A Look at REITs and REIGs: A Primer for Planned Giving Professionals
Every charity has experienced the investment account that simply will not liquidate. No matter what you do, one of the assets just will not sell, causing your file to remain open for years on end! Not infrequently, the culprit is Real Estate Investment Trusts (REITs). A REIT is a legal entity that owns, operates, or finances income-producing real estate such as apartment complexes, hotels, or shopping malls.
REITs were originally created to expand access to real estate investing and the profit and diversification opportunities that it offers. The statutory authorization for REITs dates back only to 1960, so these vehicles have much less history than typical equity and debt investments.
REITs are Occurring More Often in Charitable Bequests
Since REITs are often long-term investments, it is only in the past decade or two that these assets are surfacing regularly within charitable bequests. By now, most charities with a significant volume of bequests have dealt with one or more instances of a REIT gift. Planned giving officers responsible for bequest cultivation and/or the management of matured bequests need to be familiar with these vehicles. In other words, they should know how to speak “REIT.”
The two main questions a planned giving officer should be asking when evaluating a REIT gift are as follows: “What type of REIT is it?” and “How much is it worth?” Broadly speaking, the answer to the first question will indicate how difficult/easy the liquidation process will be. The answer to the second question will determine if the required effort is a good use of the charity’s time and resources. Obviously, the information acquired will be used differently in the bequest cultivation process than in the estate settlement process.
Public vs. Private REITs
From a charity’s point of view, all REITs fall into one of two categories: public and private. The “private” category includes a growing number of public non-listed REITs (PNLR). While the difference between a truly private REIT and a PNLR is important to an investor, it makes no difference to a charity receiving such interest as a gift.
In short, the planned giving officer just needs to know that public REITs are very easy to liquidate. All the others present redemption challenges. A public REIT, as far as a charity is concerned, is simply one that is traded on a major stock exchange. It is bought and sold in exactly the same manner as the stock of Verizon, Walmart, or any other public company.
All other REITs are subject to the redemption procedures outlined in the entity’s governing documents. These procedures may, for example, limit redemptions to certain periods or impose significant charges for “cashing out.”
What About Real Estate Investment Groups (REIGs)?
REITs now have a first cousin: the Real Estate Investment Group (REIG). Like REITs, REIGs offer investors the opportunity to invest in real estate and real-estate-related ventures. However, REIGs are subject to little regulation or government oversight, even less than private REITs.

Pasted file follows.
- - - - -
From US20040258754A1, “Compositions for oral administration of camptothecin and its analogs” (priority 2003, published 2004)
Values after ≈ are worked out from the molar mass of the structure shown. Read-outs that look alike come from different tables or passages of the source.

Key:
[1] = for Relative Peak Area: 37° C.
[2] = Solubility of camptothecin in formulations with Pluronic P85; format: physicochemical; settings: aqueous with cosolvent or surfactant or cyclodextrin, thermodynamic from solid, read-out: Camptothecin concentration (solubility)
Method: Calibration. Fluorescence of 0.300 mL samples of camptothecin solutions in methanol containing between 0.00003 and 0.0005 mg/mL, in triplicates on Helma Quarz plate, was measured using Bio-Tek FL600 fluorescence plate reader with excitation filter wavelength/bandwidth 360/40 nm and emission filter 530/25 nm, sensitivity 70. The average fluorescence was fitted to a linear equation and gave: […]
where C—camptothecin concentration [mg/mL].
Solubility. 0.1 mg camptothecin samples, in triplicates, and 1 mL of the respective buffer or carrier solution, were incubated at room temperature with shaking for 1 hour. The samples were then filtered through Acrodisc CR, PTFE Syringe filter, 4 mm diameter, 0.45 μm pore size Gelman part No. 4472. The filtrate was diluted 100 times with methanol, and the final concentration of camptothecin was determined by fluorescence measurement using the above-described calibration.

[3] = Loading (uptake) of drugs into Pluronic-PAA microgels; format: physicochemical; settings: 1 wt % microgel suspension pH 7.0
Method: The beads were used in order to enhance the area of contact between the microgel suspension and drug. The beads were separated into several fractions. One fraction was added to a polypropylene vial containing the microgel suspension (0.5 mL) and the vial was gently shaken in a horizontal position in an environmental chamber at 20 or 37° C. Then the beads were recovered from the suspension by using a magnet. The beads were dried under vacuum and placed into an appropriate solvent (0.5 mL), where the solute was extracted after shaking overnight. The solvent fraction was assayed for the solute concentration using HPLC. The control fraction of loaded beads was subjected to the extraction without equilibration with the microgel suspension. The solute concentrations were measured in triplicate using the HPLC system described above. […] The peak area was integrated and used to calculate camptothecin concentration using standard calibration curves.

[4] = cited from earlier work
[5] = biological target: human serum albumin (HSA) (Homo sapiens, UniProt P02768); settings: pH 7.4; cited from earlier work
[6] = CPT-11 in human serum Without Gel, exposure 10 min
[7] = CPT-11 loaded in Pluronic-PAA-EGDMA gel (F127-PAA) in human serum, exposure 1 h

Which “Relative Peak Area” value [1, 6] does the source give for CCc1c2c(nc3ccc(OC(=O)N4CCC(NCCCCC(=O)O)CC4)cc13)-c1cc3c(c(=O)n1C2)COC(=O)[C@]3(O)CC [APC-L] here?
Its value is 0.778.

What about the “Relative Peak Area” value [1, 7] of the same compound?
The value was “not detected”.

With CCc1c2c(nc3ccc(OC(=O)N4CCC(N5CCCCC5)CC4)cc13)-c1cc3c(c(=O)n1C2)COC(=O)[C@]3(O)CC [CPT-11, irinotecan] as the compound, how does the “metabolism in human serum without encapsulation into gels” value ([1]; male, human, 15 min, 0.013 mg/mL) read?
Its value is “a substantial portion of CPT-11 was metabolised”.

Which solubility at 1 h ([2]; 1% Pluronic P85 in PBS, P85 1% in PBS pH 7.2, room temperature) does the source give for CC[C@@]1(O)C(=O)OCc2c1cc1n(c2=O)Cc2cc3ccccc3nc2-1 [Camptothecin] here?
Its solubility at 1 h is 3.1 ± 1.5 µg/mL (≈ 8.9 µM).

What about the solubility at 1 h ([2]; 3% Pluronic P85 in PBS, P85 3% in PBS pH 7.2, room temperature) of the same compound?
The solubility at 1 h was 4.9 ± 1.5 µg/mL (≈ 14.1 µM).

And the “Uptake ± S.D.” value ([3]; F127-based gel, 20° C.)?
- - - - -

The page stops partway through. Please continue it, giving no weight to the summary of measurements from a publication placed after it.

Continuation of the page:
In some ways, they are like crowdfunded ventures. Again, while this makes a difference to the investor, it should make little or no difference to a charity. A charity can consider a REIG to be a version of a private REIT and subject to the same issues.
How Can Charities Deal with REITs?
A charity may wish to address the subject of REITs in its gift acceptance policy, but only if it is actively cultivating bequests of this type or, for some other reason, expects to receive a substantial number of them. For most charities, dealing with REITs on a case-by-case basis will be more than adequate.
Here, in broad strokes, are a few suggestions for dealing with REITs:
- Look: Once a charity receives notice of a gifted investment account, peruse the account statement for REITs. They will typically be in the “Alternative Investments” section of the statement. Often, but not always, “REIT” will be part of the name.
- Research: First, do a quick Google search to determine if the REIT is public or private. This information is readily available on the REIT company’s website. If it is a public REIT, it will be liquidated with all the other holdings like a normal stock. If it is a private REIT, then pursue further action.
- Analyze: If the REIT is private, call the financial institution that holds the account or the transfer agent that oversees the REIT to determine the frequency of liquidation opportunities, minimum hold time, and secondary market purchase options.
- Prioritize: Use the information gathered from steps 1 and 2 to determine if the value of the REIT is sufficient to justify the effort of liquidation. If not, the charity may consider declining the gift. Alternatively, some charities prefer to hold nonliquidated REIT shares in the hope of future redemption.
In short, REITs are apt to become more common in the planned giving world in decades to come. For sure, these assets are not “white elephants” like vacation club ownerships or most cemetery plots. REITs require the focused attention of informed professionals dedicated to the charity’s mission and the prudent management of its resources.